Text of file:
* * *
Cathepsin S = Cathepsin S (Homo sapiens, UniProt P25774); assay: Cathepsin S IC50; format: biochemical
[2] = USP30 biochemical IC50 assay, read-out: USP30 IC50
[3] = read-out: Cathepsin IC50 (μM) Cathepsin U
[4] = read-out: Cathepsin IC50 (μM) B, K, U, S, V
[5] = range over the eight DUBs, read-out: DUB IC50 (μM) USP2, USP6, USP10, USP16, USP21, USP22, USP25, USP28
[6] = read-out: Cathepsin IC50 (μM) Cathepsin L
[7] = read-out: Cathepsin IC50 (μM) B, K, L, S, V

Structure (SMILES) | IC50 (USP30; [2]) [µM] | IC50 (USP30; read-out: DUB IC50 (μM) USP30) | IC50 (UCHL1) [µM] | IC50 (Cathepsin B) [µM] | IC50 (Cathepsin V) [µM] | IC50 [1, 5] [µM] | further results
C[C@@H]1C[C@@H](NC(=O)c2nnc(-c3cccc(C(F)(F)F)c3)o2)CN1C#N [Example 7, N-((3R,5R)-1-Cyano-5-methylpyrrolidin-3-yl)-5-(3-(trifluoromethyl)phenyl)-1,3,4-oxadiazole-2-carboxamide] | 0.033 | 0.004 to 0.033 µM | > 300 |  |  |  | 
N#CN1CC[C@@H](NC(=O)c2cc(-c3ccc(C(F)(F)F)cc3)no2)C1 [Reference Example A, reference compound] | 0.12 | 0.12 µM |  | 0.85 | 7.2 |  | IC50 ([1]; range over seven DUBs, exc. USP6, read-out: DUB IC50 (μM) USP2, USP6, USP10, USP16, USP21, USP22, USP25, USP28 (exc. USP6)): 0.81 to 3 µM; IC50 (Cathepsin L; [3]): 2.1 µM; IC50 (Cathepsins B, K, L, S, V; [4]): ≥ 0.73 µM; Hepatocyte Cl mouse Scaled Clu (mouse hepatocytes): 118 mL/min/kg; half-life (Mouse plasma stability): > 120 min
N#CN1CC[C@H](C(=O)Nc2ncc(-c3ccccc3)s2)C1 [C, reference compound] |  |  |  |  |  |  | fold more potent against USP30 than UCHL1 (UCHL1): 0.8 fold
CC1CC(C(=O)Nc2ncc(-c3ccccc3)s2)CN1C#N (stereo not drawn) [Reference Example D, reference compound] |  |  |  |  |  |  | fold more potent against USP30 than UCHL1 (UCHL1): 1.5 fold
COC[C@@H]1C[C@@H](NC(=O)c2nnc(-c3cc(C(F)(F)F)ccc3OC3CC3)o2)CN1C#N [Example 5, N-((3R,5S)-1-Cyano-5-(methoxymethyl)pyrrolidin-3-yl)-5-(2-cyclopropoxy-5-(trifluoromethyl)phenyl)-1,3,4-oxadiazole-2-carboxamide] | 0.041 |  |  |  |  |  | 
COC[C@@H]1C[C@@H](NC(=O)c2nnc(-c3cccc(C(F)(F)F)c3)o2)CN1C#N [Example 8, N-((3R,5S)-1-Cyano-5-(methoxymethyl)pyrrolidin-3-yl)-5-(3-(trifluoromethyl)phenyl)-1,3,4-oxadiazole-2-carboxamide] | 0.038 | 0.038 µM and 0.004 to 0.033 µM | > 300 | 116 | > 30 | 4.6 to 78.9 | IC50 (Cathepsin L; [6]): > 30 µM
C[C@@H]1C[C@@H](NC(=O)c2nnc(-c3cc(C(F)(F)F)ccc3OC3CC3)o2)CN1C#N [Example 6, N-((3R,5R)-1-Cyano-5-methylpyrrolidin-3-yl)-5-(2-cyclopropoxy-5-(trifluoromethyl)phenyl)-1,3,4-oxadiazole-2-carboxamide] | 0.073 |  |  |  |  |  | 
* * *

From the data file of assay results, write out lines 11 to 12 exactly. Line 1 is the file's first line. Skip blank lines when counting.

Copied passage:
N#CN1CC[C@H](C(=O)Nc2ncc(-c3ccccc3)s2)C1 [C, reference compound] |  |  |  |  |  |  | fold more potent against USP30 than UCHL1 (UCHL1): 0.8 fold
CC1CC(C(=O)Nc2ncc(-c3ccccc3)s2)CN1C#N (stereo not drawn) [Reference Example D, reference compound] |  |  |  |  |  |  | fold more potent against USP30 than UCHL1 (UCHL1): 1.5 fold